Consumer Reports: New ways to brew coffee

Several new coffee makers promise to jump-start your java fix, but how well do they work and how does the coffee taste?

Consumer Reports did some testing and comparing and looked at three coffee makers that claim to improve your cup of joe, including one that only makes cold brewed coffee, a method that requires steeping the grounds in cold water for a long time.

"It makes coffee that's less bitter and less acidic," said Consumer Reports' Bernie Deitrick./

The $50 dollar Oxo Cold Brew is basically a filtered container on a stand. Fill it with water and grounds, and 12 to 24 hours later, the coffee decants slowly into the carafe. But testers wonder why you need it.

"You could also just use a simple glass jar, and pour the liquid off before you get to the grounds," said Bernie.

Next up, the Fellow Duo Coffee Steeper. It costs $100 dollars and brews coffee hot or cold, and the double filter promises to keep the gunk out of the bottom of your cup.

"We needed to use more coffee, and we had to steep it for longer than the instructions suggested. But the chamber's really well-insulated, so we were still able to get a hot cup of coffee," said Bernie.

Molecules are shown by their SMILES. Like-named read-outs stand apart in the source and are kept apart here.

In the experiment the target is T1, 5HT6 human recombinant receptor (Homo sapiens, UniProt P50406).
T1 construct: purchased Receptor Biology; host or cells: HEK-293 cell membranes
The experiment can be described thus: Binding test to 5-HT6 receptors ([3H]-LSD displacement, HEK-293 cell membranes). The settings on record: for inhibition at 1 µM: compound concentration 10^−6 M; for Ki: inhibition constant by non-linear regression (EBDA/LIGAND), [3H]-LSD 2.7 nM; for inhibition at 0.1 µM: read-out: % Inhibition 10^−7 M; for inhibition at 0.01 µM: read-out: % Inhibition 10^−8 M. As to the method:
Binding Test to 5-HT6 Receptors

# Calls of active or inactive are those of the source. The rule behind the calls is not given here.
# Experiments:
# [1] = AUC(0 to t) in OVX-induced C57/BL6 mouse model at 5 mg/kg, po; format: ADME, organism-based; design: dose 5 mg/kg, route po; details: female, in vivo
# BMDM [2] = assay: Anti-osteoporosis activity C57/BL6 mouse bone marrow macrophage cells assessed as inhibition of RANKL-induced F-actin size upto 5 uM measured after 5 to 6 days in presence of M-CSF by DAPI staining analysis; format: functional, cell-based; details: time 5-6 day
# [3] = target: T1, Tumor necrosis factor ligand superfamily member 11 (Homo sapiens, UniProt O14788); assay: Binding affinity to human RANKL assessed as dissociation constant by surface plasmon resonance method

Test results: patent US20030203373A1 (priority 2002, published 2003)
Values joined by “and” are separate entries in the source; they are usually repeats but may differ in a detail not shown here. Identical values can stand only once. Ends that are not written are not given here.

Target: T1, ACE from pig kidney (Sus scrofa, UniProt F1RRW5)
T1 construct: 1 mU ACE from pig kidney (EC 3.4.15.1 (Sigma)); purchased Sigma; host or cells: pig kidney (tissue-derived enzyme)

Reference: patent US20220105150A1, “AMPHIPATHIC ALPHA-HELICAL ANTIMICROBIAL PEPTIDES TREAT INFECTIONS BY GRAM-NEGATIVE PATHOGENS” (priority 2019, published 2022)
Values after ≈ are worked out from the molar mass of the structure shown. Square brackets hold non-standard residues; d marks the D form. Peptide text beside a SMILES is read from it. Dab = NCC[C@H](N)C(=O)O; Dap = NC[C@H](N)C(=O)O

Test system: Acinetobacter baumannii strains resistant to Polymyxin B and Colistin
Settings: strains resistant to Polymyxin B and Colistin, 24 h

For just $30 dollars, the Aerobie AeroPress brews both coffee and espresso, using an airtight plunger to force the coffee thru the filter.

Plunging can be a little tricky and made testers a little nervous but the AeroPress does work quickly and is easy to clean.

"Eventually, we were able to get a good cup of coffee from each of these, but not right out of the box. We had to vary time, temperature, amount of coffee, the grind," said Bernie.

So be aware - these new coffee makers do require a little work.

If you're more of a traditionalist, Consumer Reports has several conventional drip coffee makers to recommend.

Among the best is the Cuisinart Perfect Temp for $100 dollars.

For a single-serve machine, consider the $130 dollar DeLonghi Nescafe Dolce Gusto Genio.
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